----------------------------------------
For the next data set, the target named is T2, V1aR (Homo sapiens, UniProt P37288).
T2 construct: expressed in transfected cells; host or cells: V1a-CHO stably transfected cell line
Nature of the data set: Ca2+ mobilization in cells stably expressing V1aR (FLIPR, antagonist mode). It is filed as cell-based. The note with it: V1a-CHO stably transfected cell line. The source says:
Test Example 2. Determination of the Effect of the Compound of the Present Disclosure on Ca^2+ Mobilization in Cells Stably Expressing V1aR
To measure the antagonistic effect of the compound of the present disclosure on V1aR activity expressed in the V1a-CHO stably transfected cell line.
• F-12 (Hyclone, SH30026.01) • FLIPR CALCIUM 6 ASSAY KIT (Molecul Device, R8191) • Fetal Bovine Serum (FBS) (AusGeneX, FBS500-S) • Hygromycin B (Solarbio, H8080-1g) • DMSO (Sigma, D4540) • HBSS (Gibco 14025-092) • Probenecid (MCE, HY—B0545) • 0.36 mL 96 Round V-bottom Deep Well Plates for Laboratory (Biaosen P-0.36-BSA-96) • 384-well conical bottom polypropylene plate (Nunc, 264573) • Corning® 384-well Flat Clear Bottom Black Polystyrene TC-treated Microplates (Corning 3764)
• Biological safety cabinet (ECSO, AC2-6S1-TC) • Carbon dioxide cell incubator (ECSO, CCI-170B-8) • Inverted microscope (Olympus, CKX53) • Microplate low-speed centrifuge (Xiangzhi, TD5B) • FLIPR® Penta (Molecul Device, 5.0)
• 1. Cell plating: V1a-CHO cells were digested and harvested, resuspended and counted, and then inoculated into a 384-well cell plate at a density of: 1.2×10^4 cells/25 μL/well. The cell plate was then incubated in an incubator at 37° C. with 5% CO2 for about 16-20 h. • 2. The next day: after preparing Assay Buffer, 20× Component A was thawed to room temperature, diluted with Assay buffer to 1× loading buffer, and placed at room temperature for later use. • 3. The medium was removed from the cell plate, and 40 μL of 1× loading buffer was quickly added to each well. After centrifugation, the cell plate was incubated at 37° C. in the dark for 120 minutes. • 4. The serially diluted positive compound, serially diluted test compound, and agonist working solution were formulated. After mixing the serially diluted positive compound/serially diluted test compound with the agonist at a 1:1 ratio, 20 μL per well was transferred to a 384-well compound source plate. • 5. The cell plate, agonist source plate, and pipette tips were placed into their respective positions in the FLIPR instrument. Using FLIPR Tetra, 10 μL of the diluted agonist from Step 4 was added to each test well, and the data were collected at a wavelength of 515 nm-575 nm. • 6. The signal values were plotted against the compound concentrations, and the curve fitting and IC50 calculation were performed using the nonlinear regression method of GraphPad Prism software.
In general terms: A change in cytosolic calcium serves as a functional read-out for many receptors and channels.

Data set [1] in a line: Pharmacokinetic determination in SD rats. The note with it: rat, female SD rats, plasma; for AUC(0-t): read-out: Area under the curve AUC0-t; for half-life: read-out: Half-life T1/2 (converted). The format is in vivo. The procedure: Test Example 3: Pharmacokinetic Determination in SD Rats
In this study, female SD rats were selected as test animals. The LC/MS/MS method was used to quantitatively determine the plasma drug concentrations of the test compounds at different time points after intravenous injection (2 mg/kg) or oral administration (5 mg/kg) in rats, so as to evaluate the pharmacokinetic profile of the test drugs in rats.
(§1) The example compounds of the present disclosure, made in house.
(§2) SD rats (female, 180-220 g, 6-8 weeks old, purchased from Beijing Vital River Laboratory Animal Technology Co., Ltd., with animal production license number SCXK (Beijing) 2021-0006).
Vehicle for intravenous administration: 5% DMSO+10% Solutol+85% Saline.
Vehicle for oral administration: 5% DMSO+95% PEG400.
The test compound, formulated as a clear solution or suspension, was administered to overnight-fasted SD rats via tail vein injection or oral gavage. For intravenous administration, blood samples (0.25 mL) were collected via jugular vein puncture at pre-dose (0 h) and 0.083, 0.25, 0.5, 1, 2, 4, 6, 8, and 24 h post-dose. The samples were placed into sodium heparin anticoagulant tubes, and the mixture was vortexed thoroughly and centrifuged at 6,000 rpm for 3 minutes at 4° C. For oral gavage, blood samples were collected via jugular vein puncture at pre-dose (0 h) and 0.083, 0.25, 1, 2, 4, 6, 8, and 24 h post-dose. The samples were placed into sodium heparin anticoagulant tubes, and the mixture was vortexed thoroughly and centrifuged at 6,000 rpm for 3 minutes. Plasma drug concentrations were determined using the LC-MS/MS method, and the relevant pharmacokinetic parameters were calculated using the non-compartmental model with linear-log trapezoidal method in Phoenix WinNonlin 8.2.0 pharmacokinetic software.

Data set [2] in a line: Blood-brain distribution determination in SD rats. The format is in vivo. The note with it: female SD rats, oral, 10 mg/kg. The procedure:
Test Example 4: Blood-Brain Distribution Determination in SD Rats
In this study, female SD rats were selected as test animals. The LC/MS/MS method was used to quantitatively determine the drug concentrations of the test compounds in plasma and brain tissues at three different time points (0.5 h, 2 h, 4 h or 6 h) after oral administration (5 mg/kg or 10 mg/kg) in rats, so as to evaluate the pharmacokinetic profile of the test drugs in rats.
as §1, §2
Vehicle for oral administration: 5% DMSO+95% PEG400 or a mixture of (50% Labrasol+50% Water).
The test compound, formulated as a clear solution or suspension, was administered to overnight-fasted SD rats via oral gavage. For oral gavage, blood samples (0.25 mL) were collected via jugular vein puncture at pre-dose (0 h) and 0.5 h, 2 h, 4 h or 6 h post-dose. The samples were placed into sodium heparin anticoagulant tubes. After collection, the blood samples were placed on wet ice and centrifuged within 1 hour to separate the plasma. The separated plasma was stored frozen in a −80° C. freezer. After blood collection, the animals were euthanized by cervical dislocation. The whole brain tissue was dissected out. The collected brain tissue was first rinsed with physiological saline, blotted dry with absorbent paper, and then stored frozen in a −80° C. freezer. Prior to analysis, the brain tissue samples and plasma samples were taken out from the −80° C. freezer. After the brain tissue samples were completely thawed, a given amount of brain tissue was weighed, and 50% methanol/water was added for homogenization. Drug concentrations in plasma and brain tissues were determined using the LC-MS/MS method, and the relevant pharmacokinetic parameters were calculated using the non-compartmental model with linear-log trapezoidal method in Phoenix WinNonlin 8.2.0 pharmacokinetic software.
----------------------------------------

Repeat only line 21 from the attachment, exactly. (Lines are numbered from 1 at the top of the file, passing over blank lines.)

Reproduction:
Vehicle for oral administration: 5% DMSO+95% PEG400 or a mixture of (50% Labrasol+50% Water).